I tried to create a table this way:

create table attendance (
      userId char(10) primary key not null, 
      name varchar(35) not null, 
      date_attendance date not null, 
      start_time timestamp 'HH24:MI:SS', 
      finish_time timestamp 'HH24:MI:SS'
);

Am I right about creating the time fields this way or there is some better option?

  • have you tried it? – Burki Apr 1 '16 at 10:56
  • What is your actual question? – Tim Biegeleisen Apr 1 '16 at 10:58
  • create table attendance (userId char(10) primary key not null, name varchar(35) not null, date_attendance date not null, start_time timestamp 'HH24:MI:SS', start_time timestamp 'HH24:MI:SS'); I want to know whether this is right or not? – Agus Maloco Apr 1 '16 at 11:01
  • @AgusMaloco, I just realized when I was formatting your question for you. Do you know you have two fields with same name? – Starx Apr 1 '16 at 11:01
  • create table attendance (userId char(10) primary key not null, name varchar(35) not null, date_attendance date not null, start_time timestamp 'HH24:MI:SS', finish_time timestamp 'HH24:MI:SS'); I mean another one is finish_time as changed above. so is this right or i need to change something? – Agus Maloco Apr 1 '16 at 11:05

It is pretty right and one thing you can do is while providing a date set to not null you can also provide a default date to it by assigning getDate or getUTcDate() functions to them(depending on the app requirement)

What is the HH24:MM:SS? That looks like an Oracle/Postgres argument to the TO_CHAR() function.

Presumably, you want two different times, and MySQL has a data type for that:

create table attendance (
      userId char(10) primary key not null, 
      name varchar(35) not null, 
      date_attendance date not null, 
      start_time time, 
      end_time time
);

You are confusing timestamp and time. You use timestamp when you want to include time zone information in the column values. I am guessing that timezone information is not important for your application.

This imposes the strict requirement that each attendance record is on a single day. An alternative is just to use datetime for both:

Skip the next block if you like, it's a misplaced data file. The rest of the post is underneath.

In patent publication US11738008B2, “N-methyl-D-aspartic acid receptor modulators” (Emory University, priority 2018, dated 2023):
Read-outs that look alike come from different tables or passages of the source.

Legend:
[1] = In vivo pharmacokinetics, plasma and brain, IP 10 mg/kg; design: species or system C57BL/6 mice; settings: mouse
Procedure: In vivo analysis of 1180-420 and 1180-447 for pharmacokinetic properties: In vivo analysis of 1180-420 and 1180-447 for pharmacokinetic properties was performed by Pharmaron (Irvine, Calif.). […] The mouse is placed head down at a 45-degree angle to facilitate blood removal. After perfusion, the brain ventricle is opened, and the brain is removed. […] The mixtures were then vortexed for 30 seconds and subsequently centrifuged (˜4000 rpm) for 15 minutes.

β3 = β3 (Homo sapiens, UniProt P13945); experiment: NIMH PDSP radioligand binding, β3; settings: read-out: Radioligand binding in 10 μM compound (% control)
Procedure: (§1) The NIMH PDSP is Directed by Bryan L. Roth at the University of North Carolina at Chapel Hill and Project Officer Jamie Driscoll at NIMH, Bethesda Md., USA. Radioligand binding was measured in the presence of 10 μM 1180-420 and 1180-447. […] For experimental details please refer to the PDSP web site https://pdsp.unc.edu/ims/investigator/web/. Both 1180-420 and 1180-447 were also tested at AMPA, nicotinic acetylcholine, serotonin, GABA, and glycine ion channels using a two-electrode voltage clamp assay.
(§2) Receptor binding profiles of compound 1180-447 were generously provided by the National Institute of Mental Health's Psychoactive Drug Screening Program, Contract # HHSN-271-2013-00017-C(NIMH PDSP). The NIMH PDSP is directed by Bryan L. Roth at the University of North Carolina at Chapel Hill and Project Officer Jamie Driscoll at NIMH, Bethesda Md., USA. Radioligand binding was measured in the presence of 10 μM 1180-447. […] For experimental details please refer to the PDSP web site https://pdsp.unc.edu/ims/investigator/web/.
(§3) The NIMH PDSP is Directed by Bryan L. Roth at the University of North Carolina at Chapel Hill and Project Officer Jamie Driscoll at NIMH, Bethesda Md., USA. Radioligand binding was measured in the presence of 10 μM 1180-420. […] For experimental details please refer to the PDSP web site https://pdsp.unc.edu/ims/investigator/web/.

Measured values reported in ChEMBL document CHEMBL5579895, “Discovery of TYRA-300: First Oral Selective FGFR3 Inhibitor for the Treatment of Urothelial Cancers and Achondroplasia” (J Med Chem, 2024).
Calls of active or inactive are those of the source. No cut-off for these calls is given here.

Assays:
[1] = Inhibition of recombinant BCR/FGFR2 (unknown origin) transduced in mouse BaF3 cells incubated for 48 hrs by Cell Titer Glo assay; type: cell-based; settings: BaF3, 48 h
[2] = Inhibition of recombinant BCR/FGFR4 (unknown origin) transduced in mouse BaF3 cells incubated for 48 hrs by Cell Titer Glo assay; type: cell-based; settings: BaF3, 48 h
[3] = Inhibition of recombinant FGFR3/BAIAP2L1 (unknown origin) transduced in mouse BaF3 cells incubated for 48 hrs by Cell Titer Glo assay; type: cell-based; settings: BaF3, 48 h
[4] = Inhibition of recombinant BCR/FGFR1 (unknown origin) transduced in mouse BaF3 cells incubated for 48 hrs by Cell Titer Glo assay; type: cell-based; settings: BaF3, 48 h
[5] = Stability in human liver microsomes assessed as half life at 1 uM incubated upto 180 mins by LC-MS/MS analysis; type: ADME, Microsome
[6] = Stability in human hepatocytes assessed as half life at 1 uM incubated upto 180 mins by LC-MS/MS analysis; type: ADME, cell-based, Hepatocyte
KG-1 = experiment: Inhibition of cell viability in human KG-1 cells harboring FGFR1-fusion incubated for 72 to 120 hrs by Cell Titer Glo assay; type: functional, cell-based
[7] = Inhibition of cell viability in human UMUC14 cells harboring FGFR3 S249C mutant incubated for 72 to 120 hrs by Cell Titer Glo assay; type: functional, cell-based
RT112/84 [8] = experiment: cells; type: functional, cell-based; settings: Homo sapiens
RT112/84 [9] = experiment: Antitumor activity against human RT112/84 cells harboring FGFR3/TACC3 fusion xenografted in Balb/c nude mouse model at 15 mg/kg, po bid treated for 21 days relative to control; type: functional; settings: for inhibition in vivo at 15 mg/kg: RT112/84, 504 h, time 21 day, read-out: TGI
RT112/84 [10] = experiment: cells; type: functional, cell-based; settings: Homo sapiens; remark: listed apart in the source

create table attendance (
      userId char(10) primary key not null, 
      name varchar(35) not null, 
      start_time datetime, 
      end_time datetime
);

This would allow the end_time to pass midnight -- something that might be useful at some point.

In addition, I would recommend using an auto-incremented integer for the primary key:

create table attendance (
      userId unsigned auto_increment primary key,
      name varchar(35) not null, 
      start_time datetime, 
      end_time datetime
);

Finally, when you want to format a date/time/datetime as a string, use date_format().

  • Ok, I'll give a try on that. thanks anyway – Agus Maloco Apr 1 '16 at 11:23

Timestamp will hold both date and time. There is data type time as well, which might be better suited for your use case.

CREATE TABLE attendance (
      userId char(10) primary key not null, 
      name varchar(35) not null, 
      date_attendance date not null, 
      start_time time,
      finish_time time
);
  • create table attendance (userId char(10) primary key not null, name varchar(35) not null, date_attendance date not null, start_time time 'HH24:MI:SS', finish_time time 'HH24:MI:SS'); so, you mean like above? I've changed that. – Agus Maloco Apr 1 '16 at 11:06
  • @AgusMaloco, Type time will automatically have HH:MM:SS specified. – Starx Apr 1 '16 at 11:15

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